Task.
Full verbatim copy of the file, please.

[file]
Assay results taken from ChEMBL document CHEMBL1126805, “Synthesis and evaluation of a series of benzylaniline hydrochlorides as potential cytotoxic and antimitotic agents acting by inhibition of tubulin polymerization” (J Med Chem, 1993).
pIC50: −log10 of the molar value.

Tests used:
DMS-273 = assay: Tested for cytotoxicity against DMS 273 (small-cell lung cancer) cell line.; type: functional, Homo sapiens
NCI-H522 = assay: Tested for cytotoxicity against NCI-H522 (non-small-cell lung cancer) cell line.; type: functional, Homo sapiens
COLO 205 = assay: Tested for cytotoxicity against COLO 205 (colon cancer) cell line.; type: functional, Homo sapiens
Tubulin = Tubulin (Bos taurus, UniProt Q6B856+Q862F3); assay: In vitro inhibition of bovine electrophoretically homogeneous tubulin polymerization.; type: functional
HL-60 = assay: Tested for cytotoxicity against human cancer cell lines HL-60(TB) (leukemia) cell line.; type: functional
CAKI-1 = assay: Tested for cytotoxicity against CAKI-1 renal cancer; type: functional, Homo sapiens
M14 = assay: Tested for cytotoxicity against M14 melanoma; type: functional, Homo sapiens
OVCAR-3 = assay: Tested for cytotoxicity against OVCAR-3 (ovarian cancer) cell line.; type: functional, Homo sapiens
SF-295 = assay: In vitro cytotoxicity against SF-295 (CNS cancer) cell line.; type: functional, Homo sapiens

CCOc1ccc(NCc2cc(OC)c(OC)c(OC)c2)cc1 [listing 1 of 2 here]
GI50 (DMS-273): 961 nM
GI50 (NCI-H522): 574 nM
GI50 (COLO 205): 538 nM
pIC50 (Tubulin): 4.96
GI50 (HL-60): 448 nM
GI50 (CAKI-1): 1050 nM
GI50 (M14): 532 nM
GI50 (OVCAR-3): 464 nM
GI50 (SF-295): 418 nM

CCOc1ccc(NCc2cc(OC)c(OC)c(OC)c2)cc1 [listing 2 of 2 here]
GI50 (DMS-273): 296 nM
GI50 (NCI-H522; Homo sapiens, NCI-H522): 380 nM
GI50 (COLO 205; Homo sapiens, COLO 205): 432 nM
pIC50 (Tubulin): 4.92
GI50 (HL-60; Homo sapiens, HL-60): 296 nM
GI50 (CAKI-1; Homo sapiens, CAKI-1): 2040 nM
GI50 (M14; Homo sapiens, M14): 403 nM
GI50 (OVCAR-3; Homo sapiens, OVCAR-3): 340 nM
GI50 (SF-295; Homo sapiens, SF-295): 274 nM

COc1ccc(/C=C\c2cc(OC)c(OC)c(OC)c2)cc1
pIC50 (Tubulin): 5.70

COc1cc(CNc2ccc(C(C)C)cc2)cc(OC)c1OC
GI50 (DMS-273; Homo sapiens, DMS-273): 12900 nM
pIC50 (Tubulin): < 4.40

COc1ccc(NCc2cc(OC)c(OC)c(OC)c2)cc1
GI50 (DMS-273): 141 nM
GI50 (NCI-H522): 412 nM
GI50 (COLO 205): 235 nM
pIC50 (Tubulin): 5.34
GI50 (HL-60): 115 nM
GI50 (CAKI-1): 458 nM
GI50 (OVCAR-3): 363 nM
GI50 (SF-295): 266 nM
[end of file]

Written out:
Assay results taken from ChEMBL document CHEMBL1126805, “Synthesis and evaluation of a series of benzylaniline hydrochlorides as potential cytotoxic and antimitotic agents acting by inhibition of tubulin polymerization” (J Med Chem, 1993).
pIC50: −log10 of the molar value.

Tests used:
DMS-273 = assay: Tested for cytotoxicity against DMS 273 (small-cell lung cancer) cell line.; type: functional, Homo sapiens
NCI-H522 = assay: Tested for cytotoxicity against NCI-H522 (non-small-cell lung cancer) cell line.; type: functional, Homo sapiens
COLO 205 = assay: Tested for cytotoxicity against COLO 205 (colon cancer) cell line.; type: functional, Homo sapiens
Tubulin = Tubulin (Bos taurus, UniProt Q6B856+Q862F3); assay: In vitro inhibition of bovine electrophoretically homogeneous tubulin polymerization.; type: functional
HL-60 = assay: Tested for cytotoxicity against human cancer cell lines HL-60(TB) (leukemia) cell line.; type: functional
CAKI-1 = assay: Tested for cytotoxicity against CAKI-1 renal cancer; type: functional, Homo sapiens
M14 = assay: Tested for cytotoxicity against M14 melanoma; type: functional, Homo sapiens
OVCAR-3 = assay: Tested for cytotoxicity against OVCAR-3 (ovarian cancer) cell line.; type: functional, Homo sapiens
SF-295 = assay: In vitro cytotoxicity against SF-295 (CNS cancer) cell line.; type: functional, Homo sapiens

CCOc1ccc(NCc2cc(OC)c(OC)c(OC)c2)cc1 [listing 1 of 2 here]
GI50 (DMS-273): 961 nM
GI50 (NCI-H522): 574 nM
GI50 (COLO 205): 538 nM
pIC50 (Tubulin): 4.96
GI50 (HL-60): 448 nM
GI50 (CAKI-1): 1050 nM
GI50 (M14): 532 nM
GI50 (OVCAR-3): 464 nM
GI50 (SF-295): 418 nM

CCOc1ccc(NCc2cc(OC)c(OC)c(OC)c2)cc1 [listing 2 of 2 here]
GI50 (DMS-273): 296 nM
GI50 (NCI-H522; Homo sapiens, NCI-H522): 380 nM
GI50 (COLO 205; Homo sapiens, COLO 205): 432 nM
pIC50 (Tubulin): 4.92
GI50 (HL-60; Homo sapiens, HL-60): 296 nM
GI50 (CAKI-1; Homo sapiens, CAKI-1): 2040 nM
GI50 (M14; Homo sapiens, M14): 403 nM
GI50 (OVCAR-3; Homo sapiens, OVCAR-3): 340 nM
GI50 (SF-295; Homo sapiens, SF-295): 274 nM

COc1ccc(/C=C\c2cc(OC)c(OC)c(OC)c2)cc1
pIC50 (Tubulin): 5.70

COc1cc(CNc2ccc(C(C)C)cc2)cc(OC)c1OC
GI50 (DMS-273; Homo sapiens, DMS-273): 12900 nM
pIC50 (Tubulin): < 4.40

COc1ccc(NCc2cc(OC)c(OC)c(OC)c2)cc1
GI50 (DMS-273): 141 nM
GI50 (NCI-H522): 412 nM
GI50 (COLO 205): 235 nM
pIC50 (Tubulin): 5.34
GI50 (HL-60): 115 nM
GI50 (CAKI-1): 458 nM
GI50 (OVCAR-3): 363 nM
GI50 (SF-295): 266 nM